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The Four-month Fussy-Phase

12/06/2016 21:29 | Updated 12 June 2016

You may have already heard about a four month developmental phase or leap which is also commonly referred to as the four month sleep regression, The Sleep Nanny refers to this phase as the "four month fussy phase". When all is said and done, this phase is all about forward development so as I'm sure you've already guessed this developmental period may send your little one into a bit of a sleep spin but do NOT misinterpret this phase as a 'regression' of your baby's ability to sleep.

Some indicators that you're experiencing the four month sleep regression are; Increased fussiness, multiple night wakings (especially if your baby has just begun to sleep longer stretches during the night), reduced naps or "disaster naps", changes in appetite.

How do you recognise the "Four Month Fussy" Phase.

Parents often can't figure out why their calm baby is suddenly a sleep deprived, fussy, cranky, overtired baby in what seems like an overnight transition. They begin to question if it could be an ear infection, teething, lack of supply (for breastfeeding mums), or maybe he's got reflux...the list goes on. You may notice that your baby has outgrown his current clothes, or has begun to increase his mobility (it's not uncommon for babies to learn to roll over during this time). This means he has starting growing but this also means his sleep schedule has turned on it's head! Welcome to the four month fussy phase. What parents don't often realise is that around this time your baby's sleep rhythms have also changed. So what can we do about it?

Infant Sleep Patterns

While an infant does cycle through sleep, there aren't distinct sleep stages like an older baby or adult experiences.

Now that your baby is older, she is beginning to enter a more organised world of sleep just like you, which means that she will be cycling in and out of very distinct stages of deep or active sleep. The problem is that your baby doesn't know how to deal with this new sleep cycle, so if you're rocking or feeding your baby to sleep, you may find that it takes a full thirty minutes for them to be fully asleep, only to have your baby wake up, feeling fussy less than fifteen minutes later. This is called startle reflex which occurs when they enter active sleep, and it often wakes them up, and if they don't know how to get back to sleep, they look for mum or dad.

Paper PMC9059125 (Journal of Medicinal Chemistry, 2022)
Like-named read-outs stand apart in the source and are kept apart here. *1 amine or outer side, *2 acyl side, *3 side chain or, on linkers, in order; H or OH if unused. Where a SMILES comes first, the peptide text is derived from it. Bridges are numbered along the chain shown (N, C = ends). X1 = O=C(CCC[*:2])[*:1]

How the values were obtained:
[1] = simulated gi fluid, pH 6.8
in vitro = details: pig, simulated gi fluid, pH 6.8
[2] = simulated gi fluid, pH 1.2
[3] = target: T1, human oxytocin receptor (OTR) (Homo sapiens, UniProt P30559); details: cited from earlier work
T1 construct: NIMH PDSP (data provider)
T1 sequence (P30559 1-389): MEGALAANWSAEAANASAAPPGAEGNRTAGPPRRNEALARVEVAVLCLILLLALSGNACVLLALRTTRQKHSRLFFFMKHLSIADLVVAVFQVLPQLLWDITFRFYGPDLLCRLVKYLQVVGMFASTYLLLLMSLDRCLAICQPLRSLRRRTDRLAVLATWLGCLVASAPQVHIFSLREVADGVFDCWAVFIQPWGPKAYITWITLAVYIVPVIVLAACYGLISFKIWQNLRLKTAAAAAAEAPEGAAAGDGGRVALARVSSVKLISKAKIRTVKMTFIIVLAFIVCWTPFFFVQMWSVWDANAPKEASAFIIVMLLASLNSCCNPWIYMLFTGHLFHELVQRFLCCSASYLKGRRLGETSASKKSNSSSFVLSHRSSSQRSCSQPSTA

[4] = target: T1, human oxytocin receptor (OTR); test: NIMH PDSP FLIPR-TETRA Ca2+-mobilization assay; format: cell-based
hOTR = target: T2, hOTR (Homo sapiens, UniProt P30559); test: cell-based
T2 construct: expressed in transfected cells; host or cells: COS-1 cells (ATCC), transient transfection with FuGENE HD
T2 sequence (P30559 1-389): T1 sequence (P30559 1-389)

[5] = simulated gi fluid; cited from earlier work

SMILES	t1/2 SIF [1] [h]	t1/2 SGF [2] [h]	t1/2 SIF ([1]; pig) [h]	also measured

As if that wasn't stressful enough for you, your baby actually does most of her deep sleep at the beginning of the night. So while she may go to sleep for about five hours which is often considered as sleeping through the night however many 4 month olds are capable of sleeping longer. She may begin to wake at regular intervals later in the night which is where it becomes challenging. Your baby is growing, the world is becoming far more interesting for them, and they have to learn to fall asleep on their own. No wonder your little one is cranky and in need of comfort. If you've experienced this phase, you aren't alone, fortunately this fussy phase should only last between two and four weeks; any longer than that, and you'll have accidentally created a new unwanted sleep schedule for her.

Seven Tips to Help You Through the Four Month Sleep Regression

1. Do what works, your goal is to get her to sleep.
The world is changing for your baby, so try to 'go with the flow', at least for now. What worked yesterday may not work well today, so be prepared to try a few different options to get her to sleep. If you find you are needing to rock, feed, or pat your baby to sleep, it's a good idea to start to practice putting her down more awake but this is just practice at this stage as you are not going to create any negative sleep associations that cannot be undone between now and 6 months..